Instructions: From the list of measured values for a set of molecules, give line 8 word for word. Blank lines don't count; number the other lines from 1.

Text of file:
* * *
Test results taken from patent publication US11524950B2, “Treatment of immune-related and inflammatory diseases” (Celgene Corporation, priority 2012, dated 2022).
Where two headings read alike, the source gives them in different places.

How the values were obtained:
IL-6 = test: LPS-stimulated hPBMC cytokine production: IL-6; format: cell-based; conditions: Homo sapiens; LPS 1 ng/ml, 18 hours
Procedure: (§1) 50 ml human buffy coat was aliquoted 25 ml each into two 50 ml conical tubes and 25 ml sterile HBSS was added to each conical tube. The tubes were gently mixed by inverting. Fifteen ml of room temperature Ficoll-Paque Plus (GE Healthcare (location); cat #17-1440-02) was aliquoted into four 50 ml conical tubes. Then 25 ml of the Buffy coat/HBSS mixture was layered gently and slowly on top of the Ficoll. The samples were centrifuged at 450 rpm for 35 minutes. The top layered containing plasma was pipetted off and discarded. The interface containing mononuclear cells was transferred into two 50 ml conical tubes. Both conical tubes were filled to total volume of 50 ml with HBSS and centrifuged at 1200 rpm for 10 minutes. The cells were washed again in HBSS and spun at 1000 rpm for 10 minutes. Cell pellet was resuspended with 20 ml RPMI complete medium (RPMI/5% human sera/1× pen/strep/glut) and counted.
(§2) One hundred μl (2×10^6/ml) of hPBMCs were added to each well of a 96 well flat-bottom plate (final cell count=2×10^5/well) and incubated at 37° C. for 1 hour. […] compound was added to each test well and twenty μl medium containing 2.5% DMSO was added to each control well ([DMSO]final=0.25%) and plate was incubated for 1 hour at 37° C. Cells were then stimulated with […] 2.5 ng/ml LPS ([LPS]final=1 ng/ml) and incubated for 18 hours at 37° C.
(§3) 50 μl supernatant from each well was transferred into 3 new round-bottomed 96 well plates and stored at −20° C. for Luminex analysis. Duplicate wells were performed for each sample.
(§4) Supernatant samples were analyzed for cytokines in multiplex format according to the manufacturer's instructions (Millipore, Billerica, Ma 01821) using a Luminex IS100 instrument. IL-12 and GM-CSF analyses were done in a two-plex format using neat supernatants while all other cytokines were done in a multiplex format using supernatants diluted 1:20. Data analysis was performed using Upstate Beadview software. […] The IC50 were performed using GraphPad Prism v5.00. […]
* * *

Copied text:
(§4) Supernatant samples were analyzed for cytokines in multiplex format according to the manufacturer's instructions (Millipore, Billerica, Ma 01821) using a Luminex IS100 instrument. IL-12 and GM-CSF analyses were done in a two-plex format using neat supernatants while all other cytokines were done in a multiplex format using supernatants diluted 1:20. Data analysis was performed using Upstate Beadview software. […] The IC50 were performed using GraphPad Prism v5.00. […]